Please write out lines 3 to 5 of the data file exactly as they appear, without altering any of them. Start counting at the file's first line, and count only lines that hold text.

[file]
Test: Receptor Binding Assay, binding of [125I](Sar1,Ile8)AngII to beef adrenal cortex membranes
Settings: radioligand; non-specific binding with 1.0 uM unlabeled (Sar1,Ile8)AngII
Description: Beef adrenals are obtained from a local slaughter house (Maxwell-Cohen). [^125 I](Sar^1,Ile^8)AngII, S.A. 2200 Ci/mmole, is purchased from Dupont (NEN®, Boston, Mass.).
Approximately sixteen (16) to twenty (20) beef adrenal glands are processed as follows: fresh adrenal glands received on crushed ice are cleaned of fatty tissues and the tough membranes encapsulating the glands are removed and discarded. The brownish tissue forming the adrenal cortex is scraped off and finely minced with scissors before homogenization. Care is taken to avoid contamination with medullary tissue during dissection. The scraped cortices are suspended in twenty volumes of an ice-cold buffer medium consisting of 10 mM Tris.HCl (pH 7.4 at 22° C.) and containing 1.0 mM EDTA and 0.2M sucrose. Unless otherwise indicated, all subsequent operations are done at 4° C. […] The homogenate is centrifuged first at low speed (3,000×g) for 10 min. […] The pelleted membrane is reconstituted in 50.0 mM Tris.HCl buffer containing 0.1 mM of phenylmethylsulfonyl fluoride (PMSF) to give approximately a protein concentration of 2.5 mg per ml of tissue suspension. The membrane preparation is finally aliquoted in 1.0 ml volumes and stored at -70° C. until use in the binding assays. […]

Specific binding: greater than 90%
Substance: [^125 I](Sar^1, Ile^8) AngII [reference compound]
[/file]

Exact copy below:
Description: Beef adrenals are obtained from a local slaughter house (Maxwell-Cohen). [^125 I](Sar^1,Ile^8)AngII, S.A. 2200 Ci/mmole, is purchased from Dupont (NEN®, Boston, Mass.).
Approximately sixteen (16) to twenty (20) beef adrenal glands are processed as follows: fresh adrenal glands received on crushed ice are cleaned of fatty tissues and the tough membranes encapsulating the glands are removed and discarded. The brownish tissue forming the adrenal cortex is scraped off and finely minced with scissors before homogenization. Care is taken to avoid contamination with medullary tissue during dissection. The scraped cortices are suspended in twenty volumes of an ice-cold buffer medium consisting of 10 mM Tris.HCl (pH 7.4 at 22° C.) and containing 1.0 mM EDTA and 0.2M sucrose. Unless otherwise indicated, all subsequent operations are done at 4° C. […] The homogenate is centrifuged first at low speed (3,000×g) for 10 min. […] The pelleted membrane is reconstituted in 50.0 mM Tris.HCl buffer containing 0.1 mM of phenylmethylsulfonyl fluoride (PMSF) to give approximately a protein concentration of 2.5 mg per ml of tissue suspension. The membrane preparation is finally aliquoted in 1.0 ml volumes and stored at -70° C. until use in the binding assays. […]

Specific binding: greater than 90%